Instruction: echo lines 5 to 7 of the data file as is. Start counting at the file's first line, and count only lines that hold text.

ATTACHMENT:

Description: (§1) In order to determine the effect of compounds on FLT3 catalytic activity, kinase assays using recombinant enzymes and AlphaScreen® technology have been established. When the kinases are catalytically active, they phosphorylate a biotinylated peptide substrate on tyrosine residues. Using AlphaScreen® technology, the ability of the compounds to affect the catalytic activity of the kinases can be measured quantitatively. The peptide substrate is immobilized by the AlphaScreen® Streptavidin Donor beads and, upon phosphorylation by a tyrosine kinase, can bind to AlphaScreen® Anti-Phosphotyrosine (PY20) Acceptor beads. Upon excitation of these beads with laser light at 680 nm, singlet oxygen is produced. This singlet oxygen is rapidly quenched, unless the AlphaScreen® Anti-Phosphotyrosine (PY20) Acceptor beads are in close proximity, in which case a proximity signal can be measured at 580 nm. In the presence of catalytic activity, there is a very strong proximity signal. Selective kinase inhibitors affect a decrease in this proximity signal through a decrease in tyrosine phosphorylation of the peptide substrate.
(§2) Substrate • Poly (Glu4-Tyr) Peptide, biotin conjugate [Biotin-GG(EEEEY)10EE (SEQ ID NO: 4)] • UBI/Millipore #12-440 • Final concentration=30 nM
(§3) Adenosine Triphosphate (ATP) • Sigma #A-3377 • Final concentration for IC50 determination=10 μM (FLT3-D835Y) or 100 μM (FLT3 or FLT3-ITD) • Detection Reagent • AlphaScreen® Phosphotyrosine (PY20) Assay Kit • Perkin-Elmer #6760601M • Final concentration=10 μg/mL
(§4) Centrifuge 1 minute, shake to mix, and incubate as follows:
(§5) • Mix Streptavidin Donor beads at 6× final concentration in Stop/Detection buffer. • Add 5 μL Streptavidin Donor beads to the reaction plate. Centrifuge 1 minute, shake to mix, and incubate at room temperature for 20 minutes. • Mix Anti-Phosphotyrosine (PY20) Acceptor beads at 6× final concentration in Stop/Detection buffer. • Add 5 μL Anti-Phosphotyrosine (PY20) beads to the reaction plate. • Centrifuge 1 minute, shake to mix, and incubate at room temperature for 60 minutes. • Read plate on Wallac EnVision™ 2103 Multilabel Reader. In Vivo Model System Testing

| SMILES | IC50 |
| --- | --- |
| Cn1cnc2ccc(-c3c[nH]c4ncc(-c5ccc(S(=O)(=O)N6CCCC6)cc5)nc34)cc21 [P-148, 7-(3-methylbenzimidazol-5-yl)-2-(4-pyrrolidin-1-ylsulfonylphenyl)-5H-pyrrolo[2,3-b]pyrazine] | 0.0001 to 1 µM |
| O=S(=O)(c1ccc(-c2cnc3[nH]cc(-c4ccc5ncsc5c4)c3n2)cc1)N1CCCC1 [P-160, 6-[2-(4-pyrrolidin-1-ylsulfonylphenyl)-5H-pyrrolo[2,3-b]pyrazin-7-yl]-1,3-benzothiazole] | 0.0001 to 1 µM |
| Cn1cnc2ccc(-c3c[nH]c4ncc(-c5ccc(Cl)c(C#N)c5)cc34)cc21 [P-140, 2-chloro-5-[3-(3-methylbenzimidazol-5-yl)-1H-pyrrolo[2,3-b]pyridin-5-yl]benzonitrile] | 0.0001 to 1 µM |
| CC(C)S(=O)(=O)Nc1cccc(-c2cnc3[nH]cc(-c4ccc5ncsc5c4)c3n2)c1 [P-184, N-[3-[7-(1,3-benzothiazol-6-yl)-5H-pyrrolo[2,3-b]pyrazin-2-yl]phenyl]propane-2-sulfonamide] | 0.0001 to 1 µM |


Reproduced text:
(§5) • Mix Streptavidin Donor beads at 6× final concentration in Stop/Detection buffer. • Add 5 μL Streptavidin Donor beads to the reaction plate. Centrifuge 1 minute, shake to mix, and incubate at room temperature for 20 minutes. • Mix Anti-Phosphotyrosine (PY20) Acceptor beads at 6× final concentration in Stop/Detection buffer. • Add 5 μL Anti-Phosphotyrosine (PY20) beads to the reaction plate. • Centrifuge 1 minute, shake to mix, and incubate at room temperature for 60 minutes. • Read plate on Wallac EnVision™ 2103 Multilabel Reader. In Vivo Model System Testing

| SMILES | IC50 |
| --- | --- |